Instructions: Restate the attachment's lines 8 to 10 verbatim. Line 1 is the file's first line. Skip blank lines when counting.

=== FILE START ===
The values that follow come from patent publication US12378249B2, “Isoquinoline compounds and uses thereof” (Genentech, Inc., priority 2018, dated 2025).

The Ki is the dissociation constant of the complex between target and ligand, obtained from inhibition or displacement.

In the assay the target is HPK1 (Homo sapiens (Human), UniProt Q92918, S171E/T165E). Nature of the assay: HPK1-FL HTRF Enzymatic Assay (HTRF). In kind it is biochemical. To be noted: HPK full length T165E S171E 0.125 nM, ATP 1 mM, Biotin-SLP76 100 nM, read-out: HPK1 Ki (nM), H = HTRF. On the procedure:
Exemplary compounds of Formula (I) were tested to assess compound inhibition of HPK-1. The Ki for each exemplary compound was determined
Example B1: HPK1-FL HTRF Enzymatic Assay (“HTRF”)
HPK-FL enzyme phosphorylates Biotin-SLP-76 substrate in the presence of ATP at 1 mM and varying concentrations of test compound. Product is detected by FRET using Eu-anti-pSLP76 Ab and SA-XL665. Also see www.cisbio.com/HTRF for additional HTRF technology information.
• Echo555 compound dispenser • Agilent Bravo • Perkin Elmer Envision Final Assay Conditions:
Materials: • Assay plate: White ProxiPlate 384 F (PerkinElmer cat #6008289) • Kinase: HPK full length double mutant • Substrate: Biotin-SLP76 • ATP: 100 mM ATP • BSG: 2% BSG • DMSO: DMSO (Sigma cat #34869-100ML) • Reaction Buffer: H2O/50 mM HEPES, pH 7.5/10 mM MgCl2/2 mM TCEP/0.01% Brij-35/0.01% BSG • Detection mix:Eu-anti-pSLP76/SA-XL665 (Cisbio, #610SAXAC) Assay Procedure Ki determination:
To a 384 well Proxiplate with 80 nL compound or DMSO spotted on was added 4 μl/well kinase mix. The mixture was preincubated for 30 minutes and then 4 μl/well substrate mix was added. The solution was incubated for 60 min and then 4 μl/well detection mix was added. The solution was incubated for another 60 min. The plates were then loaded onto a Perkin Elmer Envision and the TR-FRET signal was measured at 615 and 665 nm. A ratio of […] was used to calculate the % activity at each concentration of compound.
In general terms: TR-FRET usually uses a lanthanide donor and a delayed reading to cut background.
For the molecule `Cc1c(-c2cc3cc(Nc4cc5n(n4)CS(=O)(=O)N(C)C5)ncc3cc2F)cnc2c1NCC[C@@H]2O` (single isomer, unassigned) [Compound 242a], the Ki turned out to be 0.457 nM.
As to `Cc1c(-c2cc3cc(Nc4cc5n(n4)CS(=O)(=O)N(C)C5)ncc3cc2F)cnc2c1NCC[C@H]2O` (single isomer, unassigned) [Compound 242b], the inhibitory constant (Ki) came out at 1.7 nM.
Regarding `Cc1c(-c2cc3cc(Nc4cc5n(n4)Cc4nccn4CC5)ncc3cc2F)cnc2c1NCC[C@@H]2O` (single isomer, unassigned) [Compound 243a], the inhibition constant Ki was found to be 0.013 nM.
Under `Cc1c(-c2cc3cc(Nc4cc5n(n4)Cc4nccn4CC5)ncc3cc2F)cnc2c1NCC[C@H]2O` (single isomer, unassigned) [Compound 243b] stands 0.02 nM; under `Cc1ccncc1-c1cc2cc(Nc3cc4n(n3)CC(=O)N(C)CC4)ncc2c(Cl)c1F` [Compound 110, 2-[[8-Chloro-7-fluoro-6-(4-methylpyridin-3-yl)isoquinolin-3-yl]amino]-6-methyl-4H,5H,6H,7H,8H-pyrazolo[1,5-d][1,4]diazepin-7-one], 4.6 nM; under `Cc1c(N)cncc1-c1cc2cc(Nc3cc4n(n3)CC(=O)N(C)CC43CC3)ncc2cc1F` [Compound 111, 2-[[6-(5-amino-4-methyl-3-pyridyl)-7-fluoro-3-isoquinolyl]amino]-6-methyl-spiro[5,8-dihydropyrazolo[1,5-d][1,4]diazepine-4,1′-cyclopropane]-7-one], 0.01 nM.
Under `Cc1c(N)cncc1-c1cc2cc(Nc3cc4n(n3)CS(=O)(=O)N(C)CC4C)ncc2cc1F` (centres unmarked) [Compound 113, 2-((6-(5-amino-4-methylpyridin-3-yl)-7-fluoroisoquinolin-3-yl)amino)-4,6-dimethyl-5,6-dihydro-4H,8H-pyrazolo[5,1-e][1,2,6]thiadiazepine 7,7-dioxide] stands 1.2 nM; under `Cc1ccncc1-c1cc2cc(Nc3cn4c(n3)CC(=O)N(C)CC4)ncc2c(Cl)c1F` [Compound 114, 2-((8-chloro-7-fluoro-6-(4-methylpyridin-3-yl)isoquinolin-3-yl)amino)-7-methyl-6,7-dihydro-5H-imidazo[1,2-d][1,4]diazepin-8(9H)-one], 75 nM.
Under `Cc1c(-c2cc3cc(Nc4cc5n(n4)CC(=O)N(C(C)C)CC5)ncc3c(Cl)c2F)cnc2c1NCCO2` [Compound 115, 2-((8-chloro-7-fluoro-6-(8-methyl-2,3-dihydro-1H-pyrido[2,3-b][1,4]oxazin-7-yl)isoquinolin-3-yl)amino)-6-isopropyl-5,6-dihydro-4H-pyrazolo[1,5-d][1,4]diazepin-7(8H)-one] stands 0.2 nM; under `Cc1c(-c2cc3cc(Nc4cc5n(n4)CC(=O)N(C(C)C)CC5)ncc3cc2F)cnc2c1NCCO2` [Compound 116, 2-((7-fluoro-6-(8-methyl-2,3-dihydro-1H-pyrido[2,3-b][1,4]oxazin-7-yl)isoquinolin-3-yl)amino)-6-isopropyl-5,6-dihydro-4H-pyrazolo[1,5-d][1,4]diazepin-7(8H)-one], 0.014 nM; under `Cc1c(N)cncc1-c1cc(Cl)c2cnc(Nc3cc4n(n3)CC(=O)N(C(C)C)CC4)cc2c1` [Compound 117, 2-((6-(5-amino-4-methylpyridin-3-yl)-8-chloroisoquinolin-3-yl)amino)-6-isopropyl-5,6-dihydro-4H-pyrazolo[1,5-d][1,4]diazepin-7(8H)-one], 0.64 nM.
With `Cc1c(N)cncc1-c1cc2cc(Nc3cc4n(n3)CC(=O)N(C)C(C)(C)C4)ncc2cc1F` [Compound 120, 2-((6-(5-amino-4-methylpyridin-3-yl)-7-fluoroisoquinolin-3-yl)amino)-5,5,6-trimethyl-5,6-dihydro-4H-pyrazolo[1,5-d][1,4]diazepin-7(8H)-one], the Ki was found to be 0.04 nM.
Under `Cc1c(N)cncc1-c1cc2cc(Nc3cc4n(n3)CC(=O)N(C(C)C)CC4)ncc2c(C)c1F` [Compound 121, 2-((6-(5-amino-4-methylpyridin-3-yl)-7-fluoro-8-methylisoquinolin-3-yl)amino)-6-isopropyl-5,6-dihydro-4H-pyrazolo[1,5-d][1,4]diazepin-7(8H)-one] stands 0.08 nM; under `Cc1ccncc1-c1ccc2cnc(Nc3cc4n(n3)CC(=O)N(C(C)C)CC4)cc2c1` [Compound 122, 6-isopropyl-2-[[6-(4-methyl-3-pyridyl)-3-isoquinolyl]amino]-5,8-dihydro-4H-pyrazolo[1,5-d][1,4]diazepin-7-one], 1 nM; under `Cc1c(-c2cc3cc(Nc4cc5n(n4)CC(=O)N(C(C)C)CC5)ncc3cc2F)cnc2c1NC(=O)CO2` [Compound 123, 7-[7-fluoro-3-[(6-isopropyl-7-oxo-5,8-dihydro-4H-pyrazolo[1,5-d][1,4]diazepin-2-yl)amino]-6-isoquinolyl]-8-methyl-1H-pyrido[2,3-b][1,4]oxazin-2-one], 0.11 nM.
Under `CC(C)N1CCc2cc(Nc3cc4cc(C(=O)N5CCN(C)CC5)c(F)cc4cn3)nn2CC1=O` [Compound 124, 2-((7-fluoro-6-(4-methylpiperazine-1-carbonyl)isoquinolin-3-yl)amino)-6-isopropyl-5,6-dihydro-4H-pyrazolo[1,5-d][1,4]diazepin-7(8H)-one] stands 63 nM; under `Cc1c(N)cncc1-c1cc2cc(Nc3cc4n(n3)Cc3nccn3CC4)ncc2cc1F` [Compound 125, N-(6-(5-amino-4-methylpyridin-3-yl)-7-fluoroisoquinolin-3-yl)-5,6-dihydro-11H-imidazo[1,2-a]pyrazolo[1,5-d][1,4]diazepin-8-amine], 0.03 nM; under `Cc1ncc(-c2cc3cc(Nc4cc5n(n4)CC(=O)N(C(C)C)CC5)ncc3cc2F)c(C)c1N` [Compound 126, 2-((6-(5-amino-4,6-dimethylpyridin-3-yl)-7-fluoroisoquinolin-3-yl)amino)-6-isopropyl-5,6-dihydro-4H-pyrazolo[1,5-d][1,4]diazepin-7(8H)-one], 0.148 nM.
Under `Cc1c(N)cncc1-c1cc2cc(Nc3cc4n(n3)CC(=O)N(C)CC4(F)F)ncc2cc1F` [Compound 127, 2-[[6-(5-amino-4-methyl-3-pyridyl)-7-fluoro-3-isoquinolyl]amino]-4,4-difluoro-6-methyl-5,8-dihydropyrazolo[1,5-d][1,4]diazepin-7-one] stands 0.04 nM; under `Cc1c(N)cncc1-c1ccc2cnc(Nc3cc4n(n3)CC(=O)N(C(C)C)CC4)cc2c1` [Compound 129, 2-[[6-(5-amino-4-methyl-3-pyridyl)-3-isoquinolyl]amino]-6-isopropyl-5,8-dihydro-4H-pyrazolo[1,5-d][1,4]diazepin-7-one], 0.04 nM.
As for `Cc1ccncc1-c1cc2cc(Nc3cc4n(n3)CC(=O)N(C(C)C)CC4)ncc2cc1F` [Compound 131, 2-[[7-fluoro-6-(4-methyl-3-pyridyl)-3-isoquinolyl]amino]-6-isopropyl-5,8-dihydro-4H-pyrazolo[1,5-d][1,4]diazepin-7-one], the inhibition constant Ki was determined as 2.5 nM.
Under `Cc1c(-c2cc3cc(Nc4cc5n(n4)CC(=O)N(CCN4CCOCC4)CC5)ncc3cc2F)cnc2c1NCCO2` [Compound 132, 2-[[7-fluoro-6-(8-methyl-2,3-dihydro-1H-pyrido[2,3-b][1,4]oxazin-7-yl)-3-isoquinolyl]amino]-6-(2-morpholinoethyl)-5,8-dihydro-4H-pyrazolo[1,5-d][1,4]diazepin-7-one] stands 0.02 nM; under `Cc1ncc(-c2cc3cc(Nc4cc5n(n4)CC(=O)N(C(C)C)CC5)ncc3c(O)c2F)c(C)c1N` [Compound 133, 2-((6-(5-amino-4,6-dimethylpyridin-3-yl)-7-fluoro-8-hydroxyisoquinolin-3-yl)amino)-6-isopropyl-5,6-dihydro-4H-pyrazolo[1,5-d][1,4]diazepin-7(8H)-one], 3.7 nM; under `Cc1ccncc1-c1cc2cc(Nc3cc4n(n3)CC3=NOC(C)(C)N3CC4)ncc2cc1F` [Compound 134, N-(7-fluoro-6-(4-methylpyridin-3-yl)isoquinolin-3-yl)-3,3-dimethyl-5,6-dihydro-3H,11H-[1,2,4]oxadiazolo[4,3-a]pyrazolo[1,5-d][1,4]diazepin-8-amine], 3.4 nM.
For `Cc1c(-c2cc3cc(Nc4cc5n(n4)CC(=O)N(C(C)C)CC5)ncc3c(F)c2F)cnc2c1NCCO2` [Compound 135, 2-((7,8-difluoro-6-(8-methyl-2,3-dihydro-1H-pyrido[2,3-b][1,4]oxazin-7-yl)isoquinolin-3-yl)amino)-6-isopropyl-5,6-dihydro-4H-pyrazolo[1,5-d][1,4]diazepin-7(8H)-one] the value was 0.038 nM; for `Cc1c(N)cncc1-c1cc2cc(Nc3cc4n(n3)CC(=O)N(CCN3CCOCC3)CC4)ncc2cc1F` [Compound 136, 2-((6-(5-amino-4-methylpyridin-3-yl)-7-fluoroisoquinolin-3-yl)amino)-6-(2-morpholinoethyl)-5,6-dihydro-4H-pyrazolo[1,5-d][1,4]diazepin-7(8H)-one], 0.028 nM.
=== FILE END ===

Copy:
Materials: • Assay plate: White ProxiPlate 384 F (PerkinElmer cat #6008289) • Kinase: HPK full length double mutant • Substrate: Biotin-SLP76 • ATP: 100 mM ATP • BSG: 2% BSG • DMSO: DMSO (Sigma cat #34869-100ML) • Reaction Buffer: H2O/50 mM HEPES, pH 7.5/10 mM MgCl2/2 mM TCEP/0.01% Brij-35/0.01% BSG • Detection mix:Eu-anti-pSLP76/SA-XL665 (Cisbio, #610SAXAC) Assay Procedure Ki determination:
To a 384 well Proxiplate with 80 nL compound or DMSO spotted on was added 4 μl/well kinase mix. The mixture was preincubated for 30 minutes and then 4 μl/well substrate mix was added. The solution was incubated for 60 min and then 4 μl/well detection mix was added. The solution was incubated for another 60 min. The plates were then loaded onto a Perkin Elmer Envision and the TR-FRET signal was measured at 615 and 665 nm. A ratio of […] was used to calculate the % activity at each concentration of compound.
In general terms: TR-FRET usually uses a lanthanide donor and a delayed reading to cut background.